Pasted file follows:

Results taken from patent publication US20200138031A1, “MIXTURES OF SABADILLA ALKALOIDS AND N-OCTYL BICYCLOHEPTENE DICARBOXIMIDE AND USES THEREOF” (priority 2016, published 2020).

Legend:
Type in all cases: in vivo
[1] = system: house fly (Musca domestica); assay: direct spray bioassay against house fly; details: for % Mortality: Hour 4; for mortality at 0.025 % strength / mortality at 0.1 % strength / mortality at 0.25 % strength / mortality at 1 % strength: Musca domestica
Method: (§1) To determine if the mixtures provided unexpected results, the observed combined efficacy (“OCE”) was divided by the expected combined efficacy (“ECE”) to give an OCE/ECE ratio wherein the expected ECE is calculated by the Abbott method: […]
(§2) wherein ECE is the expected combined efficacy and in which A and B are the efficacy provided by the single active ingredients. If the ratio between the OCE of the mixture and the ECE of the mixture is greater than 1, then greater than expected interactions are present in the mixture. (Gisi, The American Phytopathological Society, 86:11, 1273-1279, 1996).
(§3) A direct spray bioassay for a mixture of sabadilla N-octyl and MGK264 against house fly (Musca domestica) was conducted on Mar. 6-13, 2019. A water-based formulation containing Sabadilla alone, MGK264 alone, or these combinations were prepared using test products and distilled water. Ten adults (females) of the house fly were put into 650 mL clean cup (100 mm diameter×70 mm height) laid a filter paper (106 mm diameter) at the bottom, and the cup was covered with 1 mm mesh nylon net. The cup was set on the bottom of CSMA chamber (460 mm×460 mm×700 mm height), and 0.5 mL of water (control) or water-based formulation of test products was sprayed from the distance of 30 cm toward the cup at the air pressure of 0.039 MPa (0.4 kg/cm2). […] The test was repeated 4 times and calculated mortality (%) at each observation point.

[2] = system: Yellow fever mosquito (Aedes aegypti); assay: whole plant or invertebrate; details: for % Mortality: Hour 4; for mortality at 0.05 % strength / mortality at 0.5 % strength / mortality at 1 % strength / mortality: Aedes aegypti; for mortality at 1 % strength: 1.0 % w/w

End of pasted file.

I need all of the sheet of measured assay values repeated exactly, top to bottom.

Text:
Results taken from patent publication US20200138031A1, “MIXTURES OF SABADILLA ALKALOIDS AND N-OCTYL BICYCLOHEPTENE DICARBOXIMIDE AND USES THEREOF” (priority 2016, published 2020).

Legend:
Type in all cases: in vivo
[1] = system: house fly (Musca domestica); assay: direct spray bioassay against house fly; details: for % Mortality: Hour 4; for mortality at 0.025 % strength / mortality at 0.1 % strength / mortality at 0.25 % strength / mortality at 1 % strength: Musca domestica
Method: (§1) To determine if the mixtures provided unexpected results, the observed combined efficacy (“OCE”) was divided by the expected combined efficacy (“ECE”) to give an OCE/ECE ratio wherein the expected ECE is calculated by the Abbott method: […]
(§2) wherein ECE is the expected combined efficacy and in which A and B are the efficacy provided by the single active ingredients. If the ratio between the OCE of the mixture and the ECE of the mixture is greater than 1, then greater than expected interactions are present in the mixture. (Gisi, The American Phytopathological Society, 86:11, 1273-1279, 1996).
(§3) A direct spray bioassay for a mixture of sabadilla N-octyl and MGK264 against house fly (Musca domestica) was conducted on Mar. 6-13, 2019. A water-based formulation containing Sabadilla alone, MGK264 alone, or these combinations were prepared using test products and distilled water. Ten adults (females) of the house fly were put into 650 mL clean cup (100 mm diameter×70 mm height) laid a filter paper (106 mm diameter) at the bottom, and the cup was covered with 1 mm mesh nylon net. The cup was set on the bottom of CSMA chamber (460 mm×460 mm×700 mm height), and 0.5 mL of water (control) or water-based formulation of test products was sprayed from the distance of 30 cm toward the cup at the air pressure of 0.039 MPa (0.4 kg/cm2). […] The test was repeated 4 times and calculated mortality (%) at each observation point.

[2] = system: Yellow fever mosquito (Aedes aegypti); assay: whole plant or invertebrate; details: for % Mortality: Hour 4; for mortality at 0.05 % strength / mortality at 0.5 % strength / mortality at 1 % strength / mortality: Aedes aegypti; for mortality at 1 % strength: 1.0 % w/w